Inclusive sex education … helps students support their [LGBTQ+] friends, family members, and co-workers. It fights the systemic erasure of [LGBTQ+] identities by openly talking about them. It reduces the stereotype that there is one correct way to have sex that only happens between two people with specific types of bodies. It also puts a greater emphasis on consent and understanding the emotional effects (positive or negative) of having sex or being intimate. (GLAAD, 2018)
Sexual education goes eminently beyond simply having sex; it provides social and moral training in upstanding citizenship, laying the foundation for all students to live a safe and enjoyable adult sex life. Keeping that in mind, it’s now time to look to the future – regarding the social and educational shift required to implement comprehensive and inclusive sex education.
Apart from this significant change is accepting the realization of the danger we have and continue to put our students through by not equipping them with the necessary knowledge to fulfill all aspects of life. Research on implementing sex education in classrooms across the country has shown that:
While the content of school-based sex education has been recognized as vitally important, less attention has been paid to the classroom context in which it is delivered. … Pupils should receive sex education in familiar class groupings and the teacher should, ideally, minimize disruption and eliminate hurtful [humor] while maintaining a light-hearted and approachable manner. (Buston, Wight, & Hart, 2002)
Moving forward in implementation, context is, of course, something to consider, but it should not take away from the significance of real-life examples of effective, comprehensive, and inclusive sex education. In multiple states across the country, schools have begun to take the necessary steps in introducing sex ed programs. Hopefully, soon, that momentum will carry into the federal government. Through mandates and oversight of the education system, this undeniably important aspect of life – sex education – will no longer go forgotten in schools; in turn, we can show the future of this country – it’s students – that they also have not been forgotten about.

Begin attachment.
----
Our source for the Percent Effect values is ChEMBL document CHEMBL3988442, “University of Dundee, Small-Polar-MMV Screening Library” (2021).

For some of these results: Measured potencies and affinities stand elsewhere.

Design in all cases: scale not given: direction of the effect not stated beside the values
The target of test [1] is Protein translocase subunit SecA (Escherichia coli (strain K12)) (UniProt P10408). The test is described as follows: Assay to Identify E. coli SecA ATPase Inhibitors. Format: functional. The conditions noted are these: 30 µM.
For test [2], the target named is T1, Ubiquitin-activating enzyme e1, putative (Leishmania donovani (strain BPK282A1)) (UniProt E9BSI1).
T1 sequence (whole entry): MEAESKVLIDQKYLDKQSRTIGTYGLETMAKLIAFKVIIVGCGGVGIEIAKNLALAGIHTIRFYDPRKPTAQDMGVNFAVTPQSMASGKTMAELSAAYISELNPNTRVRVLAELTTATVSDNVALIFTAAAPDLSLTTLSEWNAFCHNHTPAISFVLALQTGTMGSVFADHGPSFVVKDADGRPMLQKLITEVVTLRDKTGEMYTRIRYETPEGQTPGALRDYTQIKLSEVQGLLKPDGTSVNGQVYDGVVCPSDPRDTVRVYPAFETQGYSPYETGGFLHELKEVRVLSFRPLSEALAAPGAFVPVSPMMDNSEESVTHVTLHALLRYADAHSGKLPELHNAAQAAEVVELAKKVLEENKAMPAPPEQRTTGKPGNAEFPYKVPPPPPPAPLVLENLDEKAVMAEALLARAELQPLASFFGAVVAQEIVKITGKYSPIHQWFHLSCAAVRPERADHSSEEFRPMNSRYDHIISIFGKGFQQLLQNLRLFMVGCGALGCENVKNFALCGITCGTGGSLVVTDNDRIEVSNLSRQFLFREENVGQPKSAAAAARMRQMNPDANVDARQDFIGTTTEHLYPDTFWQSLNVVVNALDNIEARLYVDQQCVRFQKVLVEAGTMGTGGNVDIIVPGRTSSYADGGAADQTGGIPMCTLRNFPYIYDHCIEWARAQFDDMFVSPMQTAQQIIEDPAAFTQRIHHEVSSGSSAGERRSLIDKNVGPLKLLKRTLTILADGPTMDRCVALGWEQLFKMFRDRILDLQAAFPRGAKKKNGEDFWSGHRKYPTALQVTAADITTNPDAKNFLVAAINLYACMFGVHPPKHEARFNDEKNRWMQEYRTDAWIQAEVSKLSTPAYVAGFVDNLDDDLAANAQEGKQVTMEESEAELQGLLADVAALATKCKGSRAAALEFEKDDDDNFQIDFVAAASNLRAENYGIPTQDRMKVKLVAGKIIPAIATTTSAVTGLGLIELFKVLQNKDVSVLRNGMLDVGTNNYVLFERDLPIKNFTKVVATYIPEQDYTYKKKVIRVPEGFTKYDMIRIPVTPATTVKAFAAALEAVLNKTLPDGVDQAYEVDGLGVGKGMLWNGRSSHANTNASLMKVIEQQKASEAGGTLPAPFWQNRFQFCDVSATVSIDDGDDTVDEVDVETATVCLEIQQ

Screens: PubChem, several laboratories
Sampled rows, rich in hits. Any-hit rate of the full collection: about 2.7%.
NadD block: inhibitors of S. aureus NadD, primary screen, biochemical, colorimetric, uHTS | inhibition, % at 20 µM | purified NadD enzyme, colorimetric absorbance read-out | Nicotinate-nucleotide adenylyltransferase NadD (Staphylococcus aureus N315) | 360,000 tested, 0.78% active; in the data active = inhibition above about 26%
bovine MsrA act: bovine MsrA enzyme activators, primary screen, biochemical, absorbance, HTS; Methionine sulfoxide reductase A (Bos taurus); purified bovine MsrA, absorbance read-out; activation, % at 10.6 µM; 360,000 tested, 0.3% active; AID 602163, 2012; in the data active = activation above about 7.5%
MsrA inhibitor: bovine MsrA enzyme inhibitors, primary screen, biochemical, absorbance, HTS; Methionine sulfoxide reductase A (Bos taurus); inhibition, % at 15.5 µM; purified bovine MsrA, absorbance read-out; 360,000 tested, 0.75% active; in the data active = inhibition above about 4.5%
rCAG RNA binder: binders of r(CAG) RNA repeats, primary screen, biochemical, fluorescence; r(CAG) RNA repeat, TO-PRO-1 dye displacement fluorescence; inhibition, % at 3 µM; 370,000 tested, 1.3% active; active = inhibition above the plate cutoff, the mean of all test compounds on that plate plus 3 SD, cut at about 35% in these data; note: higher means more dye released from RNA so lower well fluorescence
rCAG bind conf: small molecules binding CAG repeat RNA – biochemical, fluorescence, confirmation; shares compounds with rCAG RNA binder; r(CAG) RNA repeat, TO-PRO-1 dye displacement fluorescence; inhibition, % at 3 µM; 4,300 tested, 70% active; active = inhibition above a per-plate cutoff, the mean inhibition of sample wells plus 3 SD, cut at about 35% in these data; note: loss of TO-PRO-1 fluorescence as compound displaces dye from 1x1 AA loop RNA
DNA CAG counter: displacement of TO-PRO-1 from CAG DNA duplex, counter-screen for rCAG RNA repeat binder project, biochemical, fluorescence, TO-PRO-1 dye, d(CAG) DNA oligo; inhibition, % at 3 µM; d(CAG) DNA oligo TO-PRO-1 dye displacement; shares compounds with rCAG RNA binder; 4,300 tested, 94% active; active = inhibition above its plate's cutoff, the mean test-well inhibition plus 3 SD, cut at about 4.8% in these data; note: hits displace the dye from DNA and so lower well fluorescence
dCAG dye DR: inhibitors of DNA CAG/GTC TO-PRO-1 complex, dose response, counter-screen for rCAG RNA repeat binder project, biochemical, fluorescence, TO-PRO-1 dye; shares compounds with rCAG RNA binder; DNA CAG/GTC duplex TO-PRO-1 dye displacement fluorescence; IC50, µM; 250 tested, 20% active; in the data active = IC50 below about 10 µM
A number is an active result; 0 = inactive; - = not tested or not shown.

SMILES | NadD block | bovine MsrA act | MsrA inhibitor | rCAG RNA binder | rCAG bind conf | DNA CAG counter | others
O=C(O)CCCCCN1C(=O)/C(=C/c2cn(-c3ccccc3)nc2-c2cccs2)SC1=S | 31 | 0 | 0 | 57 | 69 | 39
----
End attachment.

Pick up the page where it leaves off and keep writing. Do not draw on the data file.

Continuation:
Almeida, J., Johnson, R., Corliss, H., Molnar, B., & Azrael, D. (2009). Emotional Distress
among LGBT Youth: The Influence of Perceived Discrimination Based on Sexual Orientation. Journal of Youth and Adolescence, 38(7), 1001–1014. https://doi.org/10.1007/s10964-009-9397-9
Buston, K., Wight, D., & Hart, G. (2002). Inside the sex education classroom: The importance of
context in engaging pupils. Culture, Health & Sexuality, 4(3), 317–335. https://doi.org/10.1080/13691050110113332
Diamond, D. (2018). Why We Need Inclusive Sex Education. Gay & Lesbian Alliance Against
Lord, A. M. (2010). Condom Nation: The U.S. Government’s Sex Education Campaign from
World War I to the Internet. Baltimore, MD: The Johns Hopkins University Press.
Salam, M. (2019, March 5). Let’s Stop Ignoring the Truths of Puberty. We’re Making it Even
More Awkward. The New York Times. https://www.nytimes.com/2019/03/05/health/sex-education-us-puberty.html?rref=collection%2Fsectioncollection%2Feducation&action=click&contentCollection=education®ion=stream&module=stream_unit&version=latest&contentPlacement=30&pgtype=sectionfront